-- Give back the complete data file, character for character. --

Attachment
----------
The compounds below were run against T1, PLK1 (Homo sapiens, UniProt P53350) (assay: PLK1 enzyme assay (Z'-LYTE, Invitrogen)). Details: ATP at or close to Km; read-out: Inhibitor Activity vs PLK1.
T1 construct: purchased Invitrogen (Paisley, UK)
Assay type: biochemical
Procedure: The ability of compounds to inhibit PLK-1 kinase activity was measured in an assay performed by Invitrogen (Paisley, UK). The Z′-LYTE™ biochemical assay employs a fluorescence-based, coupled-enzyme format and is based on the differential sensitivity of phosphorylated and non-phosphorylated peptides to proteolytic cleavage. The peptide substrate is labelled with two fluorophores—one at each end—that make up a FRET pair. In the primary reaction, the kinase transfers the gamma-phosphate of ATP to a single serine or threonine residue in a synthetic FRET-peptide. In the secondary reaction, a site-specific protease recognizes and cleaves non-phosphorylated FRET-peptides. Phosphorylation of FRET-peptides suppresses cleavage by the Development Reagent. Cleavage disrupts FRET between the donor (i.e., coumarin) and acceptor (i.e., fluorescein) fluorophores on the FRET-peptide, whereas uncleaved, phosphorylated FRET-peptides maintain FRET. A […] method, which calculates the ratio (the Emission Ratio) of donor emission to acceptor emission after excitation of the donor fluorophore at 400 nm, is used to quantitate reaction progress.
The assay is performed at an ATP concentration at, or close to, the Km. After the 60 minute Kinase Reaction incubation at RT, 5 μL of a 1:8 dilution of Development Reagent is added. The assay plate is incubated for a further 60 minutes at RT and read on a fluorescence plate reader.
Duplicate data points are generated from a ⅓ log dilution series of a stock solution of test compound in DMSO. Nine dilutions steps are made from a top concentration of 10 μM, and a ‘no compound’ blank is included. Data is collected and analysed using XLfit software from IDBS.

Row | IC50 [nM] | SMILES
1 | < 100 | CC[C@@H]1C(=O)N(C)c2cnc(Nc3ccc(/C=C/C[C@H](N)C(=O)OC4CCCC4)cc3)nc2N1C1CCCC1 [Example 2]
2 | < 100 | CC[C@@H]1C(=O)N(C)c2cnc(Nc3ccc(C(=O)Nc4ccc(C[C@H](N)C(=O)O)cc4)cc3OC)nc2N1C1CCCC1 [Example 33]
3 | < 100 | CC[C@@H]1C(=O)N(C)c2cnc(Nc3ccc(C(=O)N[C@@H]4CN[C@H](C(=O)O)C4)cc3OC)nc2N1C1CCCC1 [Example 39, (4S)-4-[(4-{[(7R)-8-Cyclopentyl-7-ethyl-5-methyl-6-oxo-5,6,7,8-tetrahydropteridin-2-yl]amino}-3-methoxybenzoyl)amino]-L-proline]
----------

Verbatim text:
The compounds below were run against T1, PLK1 (Homo sapiens, UniProt P53350) (assay: PLK1 enzyme assay (Z'-LYTE, Invitrogen)). Details: ATP at or close to Km; read-out: Inhibitor Activity vs PLK1.
T1 construct: purchased Invitrogen (Paisley, UK)
Assay type: biochemical
Procedure: The ability of compounds to inhibit PLK-1 kinase activity was measured in an assay performed by Invitrogen (Paisley, UK). The Z′-LYTE™ biochemical assay employs a fluorescence-based, coupled-enzyme format and is based on the differential sensitivity of phosphorylated and non-phosphorylated peptides to proteolytic cleavage. The peptide substrate is labelled with two fluorophores—one at each end—that make up a FRET pair. In the primary reaction, the kinase transfers the gamma-phosphate of ATP to a single serine or threonine residue in a synthetic FRET-peptide. In the secondary reaction, a site-specific protease recognizes and cleaves non-phosphorylated FRET-peptides. Phosphorylation of FRET-peptides suppresses cleavage by the Development Reagent. Cleavage disrupts FRET between the donor (i.e., coumarin) and acceptor (i.e., fluorescein) fluorophores on the FRET-peptide, whereas uncleaved, phosphorylated FRET-peptides maintain FRET. A […] method, which calculates the ratio (the Emission Ratio) of donor emission to acceptor emission after excitation of the donor fluorophore at 400 nm, is used to quantitate reaction progress.
The assay is performed at an ATP concentration at, or close to, the Km. After the 60 minute Kinase Reaction incubation at RT, 5 μL of a 1:8 dilution of Development Reagent is added. The assay plate is incubated for a further 60 minutes at RT and read on a fluorescence plate reader.
Duplicate data points are generated from a ⅓ log dilution series of a stock solution of test compound in DMSO. Nine dilutions steps are made from a top concentration of 10 μM, and a ‘no compound’ blank is included. Data is collected and analysed using XLfit software from IDBS.

Row | IC50 [nM] | SMILES
1 | < 100 | CC[C@@H]1C(=O)N(C)c2cnc(Nc3ccc(/C=C/C[C@H](N)C(=O)OC4CCCC4)cc3)nc2N1C1CCCC1 [Example 2]
2 | < 100 | CC[C@@H]1C(=O)N(C)c2cnc(Nc3ccc(C(=O)Nc4ccc(C[C@H](N)C(=O)O)cc4)cc3OC)nc2N1C1CCCC1 [Example 33]
3 | < 100 | CC[C@@H]1C(=O)N(C)c2cnc(Nc3ccc(C(=O)N[C@@H]4CN[C@H](C(=O)O)C4)cc3OC)nc2N1C1CCCC1 [Example 39, (4S)-4-[(4-{[(7R)-8-Cyclopentyl-7-ethyl-5-methyl-6-oxo-5,6,7,8-tetrahydropteridin-2-yl]amino}-3-methoxybenzoyl)amino]-L-proline]